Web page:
In 2016, after the final phase of monitoring Chañaral for signs of remaining rabbits, the island and the entire reserve were declared free of invasive vertebrate pest species. Conservationists are now optimistic that the petrels will eventually return to the rabbit-free island.

Aarón Cavieres, executive director at the Chilean National Forestry Corporation, pointed out that the restoration of the reserve supports Chile’s biodiversity goals and builds momentum in the movement toward global environmental health, as well as improving ecotourism opportunities for local communities.

The success of the projects also holds promise for similar conservation efforts currently underway and planned for the future.

Helping our planet thrive one island at a time

The successes on Choros and Chañaral reinforce the growing evidence of the efficacy of invasive-species removal on island ecosystems. This form of conservation intervention is key to supporting biodiversity and preventing extinction.

Pott notes that the rebounding vegetation and wildlife of Choros and Chañaral are testament to the power of invasive-species removal. She expressed to me that the restoration of the Humboldt Penguin National Reserve offers hope for continued conservation success in the region and around the world.

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Thriving cacti. Photo: Diego Tabilo/Island Conservation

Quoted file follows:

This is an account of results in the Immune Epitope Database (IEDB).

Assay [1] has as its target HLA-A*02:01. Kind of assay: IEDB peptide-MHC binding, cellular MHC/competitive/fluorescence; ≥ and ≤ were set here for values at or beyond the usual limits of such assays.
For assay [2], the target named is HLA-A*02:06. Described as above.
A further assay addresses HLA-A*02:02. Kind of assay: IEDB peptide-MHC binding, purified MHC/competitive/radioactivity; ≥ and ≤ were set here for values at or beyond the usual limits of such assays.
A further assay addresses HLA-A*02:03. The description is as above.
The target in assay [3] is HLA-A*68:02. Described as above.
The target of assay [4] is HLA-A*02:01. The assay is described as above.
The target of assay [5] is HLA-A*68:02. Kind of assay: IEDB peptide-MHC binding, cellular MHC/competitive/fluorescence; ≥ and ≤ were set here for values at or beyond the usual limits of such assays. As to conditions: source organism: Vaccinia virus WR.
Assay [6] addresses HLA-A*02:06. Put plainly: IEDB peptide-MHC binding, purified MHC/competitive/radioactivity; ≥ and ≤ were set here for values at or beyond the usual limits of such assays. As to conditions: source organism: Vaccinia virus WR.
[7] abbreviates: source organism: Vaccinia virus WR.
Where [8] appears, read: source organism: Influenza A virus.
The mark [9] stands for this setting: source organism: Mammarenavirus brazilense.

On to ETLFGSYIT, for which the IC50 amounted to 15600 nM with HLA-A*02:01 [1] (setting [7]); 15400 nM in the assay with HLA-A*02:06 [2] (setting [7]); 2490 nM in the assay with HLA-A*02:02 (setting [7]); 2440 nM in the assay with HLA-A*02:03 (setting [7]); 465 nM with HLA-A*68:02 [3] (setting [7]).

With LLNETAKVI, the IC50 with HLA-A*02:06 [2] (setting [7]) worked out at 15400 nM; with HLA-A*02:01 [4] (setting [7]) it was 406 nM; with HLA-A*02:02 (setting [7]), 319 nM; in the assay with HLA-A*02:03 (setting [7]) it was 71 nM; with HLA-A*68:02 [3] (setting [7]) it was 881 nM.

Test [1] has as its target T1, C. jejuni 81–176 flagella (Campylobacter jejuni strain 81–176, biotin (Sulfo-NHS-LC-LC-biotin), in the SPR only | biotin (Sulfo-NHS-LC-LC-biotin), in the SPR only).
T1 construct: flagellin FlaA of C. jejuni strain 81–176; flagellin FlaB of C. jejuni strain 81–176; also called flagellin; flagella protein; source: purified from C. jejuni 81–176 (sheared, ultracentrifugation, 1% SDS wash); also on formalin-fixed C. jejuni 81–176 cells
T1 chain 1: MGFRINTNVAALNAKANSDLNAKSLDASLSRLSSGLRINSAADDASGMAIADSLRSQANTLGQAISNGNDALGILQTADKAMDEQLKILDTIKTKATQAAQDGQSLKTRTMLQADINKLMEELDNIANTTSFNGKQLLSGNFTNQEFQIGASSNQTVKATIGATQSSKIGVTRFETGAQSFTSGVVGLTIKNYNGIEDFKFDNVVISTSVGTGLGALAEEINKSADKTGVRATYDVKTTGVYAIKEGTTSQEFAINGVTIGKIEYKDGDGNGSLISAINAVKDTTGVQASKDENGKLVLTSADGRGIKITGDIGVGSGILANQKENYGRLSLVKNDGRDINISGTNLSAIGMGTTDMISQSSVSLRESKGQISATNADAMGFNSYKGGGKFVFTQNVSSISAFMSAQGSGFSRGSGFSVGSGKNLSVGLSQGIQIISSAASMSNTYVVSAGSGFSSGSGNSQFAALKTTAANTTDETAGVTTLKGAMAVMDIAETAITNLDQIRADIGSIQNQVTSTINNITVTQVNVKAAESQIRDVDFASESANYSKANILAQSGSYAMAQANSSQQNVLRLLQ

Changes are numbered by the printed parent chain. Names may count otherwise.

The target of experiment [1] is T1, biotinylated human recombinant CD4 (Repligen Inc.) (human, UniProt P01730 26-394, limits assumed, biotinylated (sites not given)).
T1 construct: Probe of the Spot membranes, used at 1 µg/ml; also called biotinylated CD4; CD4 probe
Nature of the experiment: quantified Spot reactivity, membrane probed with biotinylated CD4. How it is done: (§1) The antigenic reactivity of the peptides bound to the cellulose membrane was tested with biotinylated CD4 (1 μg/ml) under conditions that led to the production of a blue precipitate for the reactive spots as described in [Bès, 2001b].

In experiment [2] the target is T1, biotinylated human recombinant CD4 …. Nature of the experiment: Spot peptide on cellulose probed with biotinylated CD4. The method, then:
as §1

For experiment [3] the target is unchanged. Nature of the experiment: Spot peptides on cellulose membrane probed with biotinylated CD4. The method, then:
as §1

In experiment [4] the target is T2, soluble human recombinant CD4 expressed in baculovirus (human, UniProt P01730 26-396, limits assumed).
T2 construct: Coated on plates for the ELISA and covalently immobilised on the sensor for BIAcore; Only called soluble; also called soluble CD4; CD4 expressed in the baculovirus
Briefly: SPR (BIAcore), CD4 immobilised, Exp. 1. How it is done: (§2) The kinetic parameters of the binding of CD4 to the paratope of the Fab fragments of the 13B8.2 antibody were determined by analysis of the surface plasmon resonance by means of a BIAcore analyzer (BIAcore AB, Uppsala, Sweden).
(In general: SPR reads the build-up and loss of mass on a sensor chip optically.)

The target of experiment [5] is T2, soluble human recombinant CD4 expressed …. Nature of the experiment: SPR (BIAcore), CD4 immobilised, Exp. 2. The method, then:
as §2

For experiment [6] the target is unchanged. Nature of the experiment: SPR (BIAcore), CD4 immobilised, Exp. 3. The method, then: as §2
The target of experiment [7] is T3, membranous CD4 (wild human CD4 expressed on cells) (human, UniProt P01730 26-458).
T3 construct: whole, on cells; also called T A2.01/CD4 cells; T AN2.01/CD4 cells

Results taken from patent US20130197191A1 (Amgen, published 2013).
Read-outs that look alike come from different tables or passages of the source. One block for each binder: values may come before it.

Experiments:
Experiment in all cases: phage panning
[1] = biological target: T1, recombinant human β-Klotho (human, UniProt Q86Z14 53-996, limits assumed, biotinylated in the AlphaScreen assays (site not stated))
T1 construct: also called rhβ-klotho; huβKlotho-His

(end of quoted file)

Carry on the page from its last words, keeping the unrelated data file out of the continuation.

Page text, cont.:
Building on this success, the Chilean National Forestry Corporation and Island Conservation are looking to restore other islands in Chile with high biodiversity benefits, including Alejandro Selkirk Island in the Juan Fernández Archipelago.

Prospects are good, not only for the region but for islands in need of restoration around the world. What makes the Earth so incredible is the great variety of plants and wildlife that live here, with the Humboldt reserve being a prime example — cacti and penguins thriving together on a coastal desert island isn’t something that happens on just any planet. With continued and enhanced efforts, we can look forward to more and more unique island ecosystems returning to health, and ultimately, thriving.

Featured photo: Vulnerable Humboldt Penguin. Credit: Ivan Torres/Island Conservation
Originally published by The Revelator

About Sara Kaiser

Sara received a BA in anthropology from UC Santa Cruz in 2014. As a freelance writer and editor, she seeks to produce and highlight stories that support ecological responsibility, body awareness, emotional intelligence, and creative action, and reveal the connections between them.